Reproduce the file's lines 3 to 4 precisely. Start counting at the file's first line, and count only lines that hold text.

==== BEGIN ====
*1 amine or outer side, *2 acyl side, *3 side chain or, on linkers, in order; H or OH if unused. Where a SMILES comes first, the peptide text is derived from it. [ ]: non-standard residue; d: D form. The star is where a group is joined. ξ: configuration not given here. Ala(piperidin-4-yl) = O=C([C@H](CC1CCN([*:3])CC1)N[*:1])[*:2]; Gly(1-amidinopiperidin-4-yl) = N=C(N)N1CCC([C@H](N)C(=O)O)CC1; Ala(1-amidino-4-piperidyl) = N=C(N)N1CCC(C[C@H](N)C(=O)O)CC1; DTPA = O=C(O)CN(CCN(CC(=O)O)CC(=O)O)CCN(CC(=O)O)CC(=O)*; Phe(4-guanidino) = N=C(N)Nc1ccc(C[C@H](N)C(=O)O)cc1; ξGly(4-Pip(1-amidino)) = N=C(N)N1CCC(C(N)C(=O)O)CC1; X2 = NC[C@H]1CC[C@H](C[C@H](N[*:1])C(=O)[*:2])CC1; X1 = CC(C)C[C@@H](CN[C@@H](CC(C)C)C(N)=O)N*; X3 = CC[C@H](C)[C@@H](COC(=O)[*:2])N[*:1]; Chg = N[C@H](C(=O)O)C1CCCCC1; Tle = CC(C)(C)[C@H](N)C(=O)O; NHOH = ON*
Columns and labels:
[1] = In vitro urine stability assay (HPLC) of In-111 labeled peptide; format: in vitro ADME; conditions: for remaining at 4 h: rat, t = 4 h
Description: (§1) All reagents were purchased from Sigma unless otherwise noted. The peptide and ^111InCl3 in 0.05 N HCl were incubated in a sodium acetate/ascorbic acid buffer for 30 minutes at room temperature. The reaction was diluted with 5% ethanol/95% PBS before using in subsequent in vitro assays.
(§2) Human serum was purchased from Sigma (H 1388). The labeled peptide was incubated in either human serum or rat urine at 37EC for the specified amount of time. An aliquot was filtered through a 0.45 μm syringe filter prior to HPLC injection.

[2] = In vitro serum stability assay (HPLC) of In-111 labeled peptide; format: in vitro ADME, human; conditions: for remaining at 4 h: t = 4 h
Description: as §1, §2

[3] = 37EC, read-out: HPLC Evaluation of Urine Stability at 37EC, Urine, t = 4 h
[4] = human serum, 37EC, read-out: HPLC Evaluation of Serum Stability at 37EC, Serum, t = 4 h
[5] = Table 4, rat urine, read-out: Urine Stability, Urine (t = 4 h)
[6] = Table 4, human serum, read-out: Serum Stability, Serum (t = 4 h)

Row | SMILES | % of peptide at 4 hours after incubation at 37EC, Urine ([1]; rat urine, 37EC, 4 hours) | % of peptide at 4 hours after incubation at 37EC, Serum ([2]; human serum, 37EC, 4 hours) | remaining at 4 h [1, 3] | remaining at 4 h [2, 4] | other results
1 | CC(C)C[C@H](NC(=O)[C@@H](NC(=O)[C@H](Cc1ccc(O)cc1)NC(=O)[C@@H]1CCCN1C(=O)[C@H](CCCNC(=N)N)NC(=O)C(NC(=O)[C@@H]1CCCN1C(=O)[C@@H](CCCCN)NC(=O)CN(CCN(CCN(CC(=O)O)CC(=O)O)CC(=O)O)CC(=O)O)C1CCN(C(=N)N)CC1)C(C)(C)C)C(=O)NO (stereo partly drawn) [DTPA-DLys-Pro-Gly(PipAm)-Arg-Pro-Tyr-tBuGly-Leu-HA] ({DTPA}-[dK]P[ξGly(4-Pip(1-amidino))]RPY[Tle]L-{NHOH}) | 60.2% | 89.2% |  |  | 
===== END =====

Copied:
[1] = In vitro urine stability assay (HPLC) of In-111 labeled peptide; format: in vitro ADME; conditions: for remaining at 4 h: rat, t = 4 h
Description: (§1) All reagents were purchased from Sigma unless otherwise noted. The peptide and ^111InCl3 in 0.05 N HCl were incubated in a sodium acetate/ascorbic acid buffer for 30 minutes at room temperature. The reaction was diluted with 5% ethanol/95% PBS before using in subsequent in vitro assays.